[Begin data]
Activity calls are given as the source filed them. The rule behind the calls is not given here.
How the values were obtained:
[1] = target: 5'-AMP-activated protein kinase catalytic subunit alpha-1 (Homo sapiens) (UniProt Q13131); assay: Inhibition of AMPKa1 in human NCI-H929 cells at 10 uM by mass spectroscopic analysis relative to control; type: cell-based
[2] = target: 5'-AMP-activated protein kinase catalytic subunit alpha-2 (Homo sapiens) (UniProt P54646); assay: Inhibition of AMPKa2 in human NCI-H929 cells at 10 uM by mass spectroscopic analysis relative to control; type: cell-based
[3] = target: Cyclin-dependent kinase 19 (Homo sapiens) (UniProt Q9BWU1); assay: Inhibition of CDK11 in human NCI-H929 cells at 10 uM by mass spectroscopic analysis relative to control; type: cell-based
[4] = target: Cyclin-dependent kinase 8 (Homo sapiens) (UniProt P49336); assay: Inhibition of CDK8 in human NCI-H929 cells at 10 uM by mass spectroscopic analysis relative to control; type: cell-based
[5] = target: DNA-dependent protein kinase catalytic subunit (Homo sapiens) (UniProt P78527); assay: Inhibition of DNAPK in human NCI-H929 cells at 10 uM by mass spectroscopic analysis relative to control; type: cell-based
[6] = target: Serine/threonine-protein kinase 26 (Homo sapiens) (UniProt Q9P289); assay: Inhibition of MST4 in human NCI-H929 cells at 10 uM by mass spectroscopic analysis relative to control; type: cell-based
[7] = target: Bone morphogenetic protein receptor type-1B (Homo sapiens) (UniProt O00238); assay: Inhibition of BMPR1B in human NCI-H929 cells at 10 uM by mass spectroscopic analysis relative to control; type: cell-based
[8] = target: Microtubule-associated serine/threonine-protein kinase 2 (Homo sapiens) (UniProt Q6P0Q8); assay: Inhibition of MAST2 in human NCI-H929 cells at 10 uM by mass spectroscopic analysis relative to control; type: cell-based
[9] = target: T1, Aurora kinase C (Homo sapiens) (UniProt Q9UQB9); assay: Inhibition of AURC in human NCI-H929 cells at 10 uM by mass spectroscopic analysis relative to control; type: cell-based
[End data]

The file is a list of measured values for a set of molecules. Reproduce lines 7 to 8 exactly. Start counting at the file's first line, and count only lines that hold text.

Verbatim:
[5] = target: DNA-dependent protein kinase catalytic subunit (Homo sapiens) (UniProt P78527); assay: Inhibition of DNAPK in human NCI-H929 cells at 10 uM by mass spectroscopic analysis relative to control; type: cell-based
[6] = target: Serine/threonine-protein kinase 26 (Homo sapiens) (UniProt Q9P289); assay: Inhibition of MST4 in human NCI-H929 cells at 10 uM by mass spectroscopic analysis relative to control; type: cell-based